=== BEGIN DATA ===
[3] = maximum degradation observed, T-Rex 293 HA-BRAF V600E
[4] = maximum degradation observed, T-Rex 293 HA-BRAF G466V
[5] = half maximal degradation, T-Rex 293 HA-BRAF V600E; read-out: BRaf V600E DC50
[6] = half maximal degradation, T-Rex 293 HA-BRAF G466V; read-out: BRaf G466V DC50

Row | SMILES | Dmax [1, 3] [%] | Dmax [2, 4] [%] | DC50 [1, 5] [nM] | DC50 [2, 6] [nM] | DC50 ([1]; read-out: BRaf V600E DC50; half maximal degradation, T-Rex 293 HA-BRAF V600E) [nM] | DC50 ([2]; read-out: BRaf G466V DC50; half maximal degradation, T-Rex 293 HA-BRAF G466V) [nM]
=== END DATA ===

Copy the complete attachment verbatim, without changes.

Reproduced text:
[3] = maximum degradation observed, T-Rex 293 HA-BRAF V600E
[4] = maximum degradation observed, T-Rex 293 HA-BRAF G466V
[5] = half maximal degradation, T-Rex 293 HA-BRAF V600E; read-out: BRaf V600E DC50
[6] = half maximal degradation, T-Rex 293 HA-BRAF G466V; read-out: BRaf G466V DC50

Row | SMILES | Dmax [1, 3] [%] | Dmax [2, 4] [%] | DC50 [1, 5] [nM] | DC50 [2, 6] [nM] | DC50 ([1]; read-out: BRaf V600E DC50; half maximal degradation, T-Rex 293 HA-BRAF V600E) [nM] | DC50 ([2]; read-out: BRaf G466V DC50; half maximal degradation, T-Rex 293 HA-BRAF G466V) [nM]